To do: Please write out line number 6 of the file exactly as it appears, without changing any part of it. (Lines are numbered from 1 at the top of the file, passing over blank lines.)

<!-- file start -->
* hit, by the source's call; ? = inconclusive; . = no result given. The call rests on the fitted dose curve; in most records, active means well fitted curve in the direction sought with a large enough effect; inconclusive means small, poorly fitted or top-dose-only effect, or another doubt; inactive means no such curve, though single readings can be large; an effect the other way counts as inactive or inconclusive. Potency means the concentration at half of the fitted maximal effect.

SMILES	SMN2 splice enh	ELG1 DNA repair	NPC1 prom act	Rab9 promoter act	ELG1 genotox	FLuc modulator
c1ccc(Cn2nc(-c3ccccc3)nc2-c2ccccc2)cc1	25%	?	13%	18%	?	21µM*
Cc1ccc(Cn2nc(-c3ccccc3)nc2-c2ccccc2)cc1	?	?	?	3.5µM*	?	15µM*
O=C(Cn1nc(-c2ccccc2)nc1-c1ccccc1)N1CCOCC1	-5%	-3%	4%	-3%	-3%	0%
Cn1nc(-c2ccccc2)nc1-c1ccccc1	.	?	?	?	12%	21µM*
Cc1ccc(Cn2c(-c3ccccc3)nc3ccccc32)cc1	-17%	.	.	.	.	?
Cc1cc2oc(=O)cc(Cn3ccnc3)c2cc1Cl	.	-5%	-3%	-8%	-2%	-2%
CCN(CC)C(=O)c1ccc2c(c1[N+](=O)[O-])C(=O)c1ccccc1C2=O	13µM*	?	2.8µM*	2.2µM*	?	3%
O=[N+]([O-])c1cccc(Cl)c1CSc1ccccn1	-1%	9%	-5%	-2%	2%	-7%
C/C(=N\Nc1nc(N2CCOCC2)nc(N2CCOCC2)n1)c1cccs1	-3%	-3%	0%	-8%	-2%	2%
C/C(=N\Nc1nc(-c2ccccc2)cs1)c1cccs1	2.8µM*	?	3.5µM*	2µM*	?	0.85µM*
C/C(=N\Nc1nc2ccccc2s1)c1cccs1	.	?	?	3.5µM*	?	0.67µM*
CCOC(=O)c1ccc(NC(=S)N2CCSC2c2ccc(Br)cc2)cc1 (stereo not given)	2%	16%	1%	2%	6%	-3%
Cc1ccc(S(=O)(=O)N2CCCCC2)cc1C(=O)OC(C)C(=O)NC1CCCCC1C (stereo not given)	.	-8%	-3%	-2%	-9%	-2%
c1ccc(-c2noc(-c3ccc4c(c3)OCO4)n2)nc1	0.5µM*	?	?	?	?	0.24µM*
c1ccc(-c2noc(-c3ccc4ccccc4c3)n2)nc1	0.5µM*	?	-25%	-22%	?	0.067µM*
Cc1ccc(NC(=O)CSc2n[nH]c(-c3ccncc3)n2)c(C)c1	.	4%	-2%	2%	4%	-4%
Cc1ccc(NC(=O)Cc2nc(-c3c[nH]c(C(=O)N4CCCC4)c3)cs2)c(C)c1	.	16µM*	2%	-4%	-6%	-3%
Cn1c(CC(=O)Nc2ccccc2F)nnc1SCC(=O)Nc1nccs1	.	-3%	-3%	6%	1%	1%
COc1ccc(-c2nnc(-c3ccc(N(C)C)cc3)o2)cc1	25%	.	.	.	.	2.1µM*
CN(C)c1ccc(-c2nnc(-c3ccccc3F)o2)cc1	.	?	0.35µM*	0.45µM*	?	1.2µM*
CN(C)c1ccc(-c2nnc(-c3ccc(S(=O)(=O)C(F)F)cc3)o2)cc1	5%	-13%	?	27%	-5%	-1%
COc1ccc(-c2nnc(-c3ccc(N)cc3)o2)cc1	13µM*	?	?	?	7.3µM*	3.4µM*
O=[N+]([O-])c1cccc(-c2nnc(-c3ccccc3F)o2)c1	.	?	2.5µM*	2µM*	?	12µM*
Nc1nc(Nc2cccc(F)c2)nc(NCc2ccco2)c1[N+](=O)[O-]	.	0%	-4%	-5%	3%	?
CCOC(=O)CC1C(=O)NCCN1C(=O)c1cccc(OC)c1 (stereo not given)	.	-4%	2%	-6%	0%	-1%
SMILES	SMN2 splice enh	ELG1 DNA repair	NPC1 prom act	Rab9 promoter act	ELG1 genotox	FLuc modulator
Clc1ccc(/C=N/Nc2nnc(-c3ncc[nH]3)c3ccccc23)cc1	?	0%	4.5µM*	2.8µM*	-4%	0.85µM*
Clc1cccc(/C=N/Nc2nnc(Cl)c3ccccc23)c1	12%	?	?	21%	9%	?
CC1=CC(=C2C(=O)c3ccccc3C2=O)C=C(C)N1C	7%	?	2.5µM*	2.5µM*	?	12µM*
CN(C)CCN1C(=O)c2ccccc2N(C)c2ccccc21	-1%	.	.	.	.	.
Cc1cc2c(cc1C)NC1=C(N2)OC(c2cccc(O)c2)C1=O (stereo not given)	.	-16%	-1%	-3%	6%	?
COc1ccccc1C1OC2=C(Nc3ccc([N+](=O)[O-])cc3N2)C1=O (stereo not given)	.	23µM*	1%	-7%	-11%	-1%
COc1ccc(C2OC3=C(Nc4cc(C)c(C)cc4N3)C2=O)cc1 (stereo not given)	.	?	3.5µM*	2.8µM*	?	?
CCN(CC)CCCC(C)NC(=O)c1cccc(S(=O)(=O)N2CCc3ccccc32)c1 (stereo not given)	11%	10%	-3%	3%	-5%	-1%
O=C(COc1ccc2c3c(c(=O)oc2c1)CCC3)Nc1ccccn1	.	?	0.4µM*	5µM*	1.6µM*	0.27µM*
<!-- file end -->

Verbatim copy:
Cn1nc(-c2ccccc2)nc1-c1ccccc1	.	?	?	?	12%	21µM*